Million Dollar Way pointed out the production increased at the same time as the number of inactive wells increased and the fracklog increased. I sure don’t understand the dynamics.

Producing wells increased 122 to 13,434; fracklog increased 141 to 830; inactive well count increased 167 to 1,466. Some of that is a recovery from drops in March.

Here is another graph of production, for a longer term perspective:

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News from Bakken oil patch

Rig in western North Dakota. Photographer was given tour of site resulting in many nice photos. “Oil Rig” by Lindsey G is licensed under CC BY 2.0

A few tidbits from western North Dakota:

  • More signs of a rebound
  • Amy Dalrymple joins staff of Bismarck Tribune
  • Dakota Access Pipeline begins commercial operations

6/3/17 – Star Tribune – North Dakota oil industry shows signs of a rebound – Drilling and employment is picking up in the North Dakota oil patch. Article illustrates this by telling the tale of several guys who have been out of work for a while but have been rehired.

Several analysts are quoted saying the industry is bouncing back.

Interesting stats in the article:

  • An oil rig is 13 stories tall, weighs 275 tons, and costs somewhere between $50,000 and $70,000 per day to operate.
  • Rig count: 51 now, 218 at high point in December 2012, 27 at low point in May 2016.
  • Oilfield employment in the state is 16,400 in April 2017, which is up 10% over same month in 2016.
  • Online postings for open jobs were at the highest in April over the last year and are up 94% from prior year. A trade group representative says there are likely 1,000 open oil jobs in western North Dakota.
  • Total production in Bakken is down 1.5% in the last 12 months. Meanwhile production in the Permian basin is up 25% in the last year.

Efficiency drivers:

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Various updates from Bakken

Another dozen reasons OPEC is in distress. Two reasons are quite visible. Another 10 reasons are the open spaces on that large pad where additional wells are going to be drilled someday. Notice the large number of storage tanks, which is far more than what’s needed for just 2 wells. Photo by James Ulvog.

Here is a variety of news tidbits I’ve noticed lately from Bakken:

  • airport construction underway
  • lots more jobs opening up
  • EURs now in range of a million barrels of oil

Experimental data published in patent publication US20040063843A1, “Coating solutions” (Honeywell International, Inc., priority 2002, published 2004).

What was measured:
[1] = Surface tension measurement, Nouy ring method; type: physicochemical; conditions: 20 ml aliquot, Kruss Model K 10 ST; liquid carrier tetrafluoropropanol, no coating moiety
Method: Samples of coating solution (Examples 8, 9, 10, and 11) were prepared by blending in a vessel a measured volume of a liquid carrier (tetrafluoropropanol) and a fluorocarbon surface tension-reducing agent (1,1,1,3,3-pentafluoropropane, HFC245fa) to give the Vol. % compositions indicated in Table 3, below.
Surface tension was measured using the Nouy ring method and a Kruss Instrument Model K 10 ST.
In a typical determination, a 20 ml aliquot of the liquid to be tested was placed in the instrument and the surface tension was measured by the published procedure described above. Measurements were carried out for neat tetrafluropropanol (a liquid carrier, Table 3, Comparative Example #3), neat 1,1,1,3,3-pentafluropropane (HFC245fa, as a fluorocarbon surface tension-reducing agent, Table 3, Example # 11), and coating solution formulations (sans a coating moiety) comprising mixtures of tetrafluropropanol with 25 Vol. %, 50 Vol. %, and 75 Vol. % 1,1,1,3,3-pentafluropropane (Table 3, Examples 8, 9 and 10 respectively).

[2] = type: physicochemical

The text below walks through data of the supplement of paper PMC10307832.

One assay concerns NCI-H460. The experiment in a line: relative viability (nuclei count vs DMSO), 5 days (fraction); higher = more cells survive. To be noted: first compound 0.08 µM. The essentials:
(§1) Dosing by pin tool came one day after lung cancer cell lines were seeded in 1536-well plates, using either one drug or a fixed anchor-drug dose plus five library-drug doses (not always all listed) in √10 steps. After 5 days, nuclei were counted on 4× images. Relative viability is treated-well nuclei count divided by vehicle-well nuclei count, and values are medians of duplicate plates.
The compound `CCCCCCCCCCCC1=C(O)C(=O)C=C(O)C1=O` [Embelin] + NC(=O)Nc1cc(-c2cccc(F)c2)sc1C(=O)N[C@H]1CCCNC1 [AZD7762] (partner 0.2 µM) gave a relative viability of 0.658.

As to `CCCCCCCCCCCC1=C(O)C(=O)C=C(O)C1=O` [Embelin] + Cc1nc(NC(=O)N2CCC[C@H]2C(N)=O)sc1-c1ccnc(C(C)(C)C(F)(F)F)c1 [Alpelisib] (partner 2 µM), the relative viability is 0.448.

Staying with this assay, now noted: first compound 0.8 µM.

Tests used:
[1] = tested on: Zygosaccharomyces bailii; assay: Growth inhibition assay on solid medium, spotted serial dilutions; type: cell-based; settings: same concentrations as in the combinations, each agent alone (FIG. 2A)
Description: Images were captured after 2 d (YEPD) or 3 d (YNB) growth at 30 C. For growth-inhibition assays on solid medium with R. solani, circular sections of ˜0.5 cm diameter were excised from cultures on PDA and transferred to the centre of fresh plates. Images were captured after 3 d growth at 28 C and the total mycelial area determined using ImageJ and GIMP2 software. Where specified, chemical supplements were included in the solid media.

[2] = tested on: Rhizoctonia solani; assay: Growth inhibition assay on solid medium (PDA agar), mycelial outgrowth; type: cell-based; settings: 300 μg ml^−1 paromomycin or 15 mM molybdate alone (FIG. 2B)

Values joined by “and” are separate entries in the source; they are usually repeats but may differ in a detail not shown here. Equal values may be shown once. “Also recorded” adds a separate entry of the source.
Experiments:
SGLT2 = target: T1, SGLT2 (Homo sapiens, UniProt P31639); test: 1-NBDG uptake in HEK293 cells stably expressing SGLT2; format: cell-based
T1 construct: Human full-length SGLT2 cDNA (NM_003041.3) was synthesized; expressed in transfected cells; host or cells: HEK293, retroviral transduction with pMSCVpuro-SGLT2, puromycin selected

• oil starts flowing through DAPL
  • frac sand mines running full steam ahead

4/14/17 – The Million Dollar Way – New Airport Work to Begin Next Week – Official groundbreaking ceremony was in October 2016. The start of massive grading and site work starts the week of April 17, 2017.

4/14/17 – Amy Dalrymple at Oil Patch Dispatch – ND Oil Production Up 5 Percent; Bakken Needs 1,000 Workers to Fill Oil Jobs, Regulator Says – Mr. Lynn Helms, director of the Department of Mineral Resources was surprised by the 5% increase in production in February.

He expects aggressive drilling in the summer, after a lull in the spring due to load restrictions.

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North Dakota oil production steady in March ’17

Average daily oil production dropped 0.83% in March, from 1,034,248 bopd (revised) to 1,025,638 bopd (preliminary). Director’s report for the month is not out as of the time of posting this discussion. This month, I’ll just show two graphs of production:

 

 

Here is a longer term view:

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Graph of daily rig count in North Dakota

Training rig in Williston. September 2015 photo by James Ulvog.

I’ve been watching the tally of daily rig count for a while. When I think about it, I jot down the count listed at The Million Dollar Way blog.  Occasionally, as in every few months, I post my tallies.

By the way, if you have even the slightest interest in my comments on my blog you really, really, really need to read MDW.

Decided to put all that data into a graph to help me see the trends from another direction. So, I combined all the data that has been accumulated haphazardly over time and put it in a graph.

If it helps you see some patterns, I’ll share my graph.

Keep a few things in mind:

  • The data is accumulated when I think of jotting it down, so this is not a complete database
  • Don’t read anything in to the gaps in data
  • Data hasn’t been double-checked, so there are likely inaccuracies
  • This shows general trends
  • The efficiency of drilling and total output from a well has improved radically in the last few years so data is not comparable over long terms

 

Having undercut my data and graph, here is a picture of the rig count in the state: